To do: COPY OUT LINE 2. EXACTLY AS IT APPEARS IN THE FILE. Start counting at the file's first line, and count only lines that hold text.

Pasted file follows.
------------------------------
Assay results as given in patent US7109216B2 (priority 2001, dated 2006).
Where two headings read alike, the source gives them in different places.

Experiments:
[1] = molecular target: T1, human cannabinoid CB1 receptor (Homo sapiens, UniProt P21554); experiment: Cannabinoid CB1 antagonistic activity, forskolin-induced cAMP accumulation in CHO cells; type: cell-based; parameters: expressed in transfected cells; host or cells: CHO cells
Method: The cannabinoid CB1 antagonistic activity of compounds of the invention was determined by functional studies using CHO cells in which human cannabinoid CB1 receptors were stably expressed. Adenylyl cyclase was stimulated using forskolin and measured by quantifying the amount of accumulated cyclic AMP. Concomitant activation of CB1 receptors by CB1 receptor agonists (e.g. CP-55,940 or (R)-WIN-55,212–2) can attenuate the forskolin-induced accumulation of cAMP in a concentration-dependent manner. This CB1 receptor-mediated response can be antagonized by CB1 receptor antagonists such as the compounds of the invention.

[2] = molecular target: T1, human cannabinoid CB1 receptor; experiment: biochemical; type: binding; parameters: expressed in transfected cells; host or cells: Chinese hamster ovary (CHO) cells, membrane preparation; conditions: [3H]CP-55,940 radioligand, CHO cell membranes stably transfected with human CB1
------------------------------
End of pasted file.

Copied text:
Where two headings read alike, the source gives them in different places.